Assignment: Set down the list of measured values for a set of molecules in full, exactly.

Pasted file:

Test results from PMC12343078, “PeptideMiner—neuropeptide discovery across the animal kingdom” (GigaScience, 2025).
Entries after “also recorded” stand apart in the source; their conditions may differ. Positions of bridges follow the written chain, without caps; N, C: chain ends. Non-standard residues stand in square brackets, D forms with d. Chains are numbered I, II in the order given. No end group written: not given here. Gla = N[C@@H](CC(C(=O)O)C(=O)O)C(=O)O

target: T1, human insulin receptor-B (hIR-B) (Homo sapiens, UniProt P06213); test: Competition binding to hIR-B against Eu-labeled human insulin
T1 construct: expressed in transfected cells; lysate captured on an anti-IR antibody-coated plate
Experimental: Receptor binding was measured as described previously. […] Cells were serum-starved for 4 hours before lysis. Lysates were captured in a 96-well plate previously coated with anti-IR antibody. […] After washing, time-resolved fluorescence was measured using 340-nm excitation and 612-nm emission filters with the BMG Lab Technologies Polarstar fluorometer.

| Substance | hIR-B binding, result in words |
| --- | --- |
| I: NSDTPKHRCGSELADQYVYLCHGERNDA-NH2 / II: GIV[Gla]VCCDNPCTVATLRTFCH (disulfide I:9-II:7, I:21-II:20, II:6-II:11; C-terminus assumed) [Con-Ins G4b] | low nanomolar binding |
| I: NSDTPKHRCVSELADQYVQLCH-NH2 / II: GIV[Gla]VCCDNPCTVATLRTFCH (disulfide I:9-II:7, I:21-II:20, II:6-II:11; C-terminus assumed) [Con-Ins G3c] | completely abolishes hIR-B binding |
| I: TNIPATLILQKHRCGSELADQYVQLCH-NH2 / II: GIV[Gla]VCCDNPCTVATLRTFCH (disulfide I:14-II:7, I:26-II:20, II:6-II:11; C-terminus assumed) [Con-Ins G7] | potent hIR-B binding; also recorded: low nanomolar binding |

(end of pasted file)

Test results from PMC12343078, “PeptideMiner—neuropeptide discovery across the animal kingdom” (GigaScience, 2025).
Entries after “also recorded” stand apart in the source; their conditions may differ. Positions of bridges follow the written chain, without caps; N, C: chain ends. Non-standard residues stand in square brackets, D forms with d. Chains are numbered I, II in the order given. No end group written: not given here. Gla = N[C@@H](CC(C(=O)O)C(=O)O)C(=O)O

target: T1, human insulin receptor-B (hIR-B) (Homo sapiens, UniProt P06213); test: Competition binding to hIR-B against Eu-labeled human insulin
T1 construct: expressed in transfected cells; lysate captured on an anti-IR antibody-coated plate
Experimental: Receptor binding was measured as described previously. […] Cells were serum-starved for 4 hours before lysis. Lysates were captured in a 96-well plate previously coated with anti-IR antibody. […] After washing, time-resolved fluorescence was measured using 340-nm excitation and 612-nm emission filters with the BMG Lab Technologies Polarstar fluorometer.

| Substance | hIR-B binding, result in words |
| --- | --- |
| I: NSDTPKHRCGSELADQYVYLCHGERNDA-NH2 / II: GIV[Gla]VCCDNPCTVATLRTFCH (disulfide I:9-II:7, I:21-II:20, II:6-II:11; C-terminus assumed) [Con-Ins G4b] | low nanomolar binding |
| I: NSDTPKHRCVSELADQYVQLCH-NH2 / II: GIV[Gla]VCCDNPCTVATLRTFCH (disulfide I:9-II:7, I:21-II:20, II:6-II:11; C-terminus assumed) [Con-Ins G3c] | completely abolishes hIR-B binding |
| I: TNIPATLILQKHRCGSELADQYVQLCH-NH2 / II: GIV[Gla]VCCDNPCTVATLRTFCH (disulfide I:14-II:7, I:26-II:20, II:6-II:11; C-terminus assumed) [Con-Ins G7] | potent hIR-B binding; also recorded: low nanomolar binding |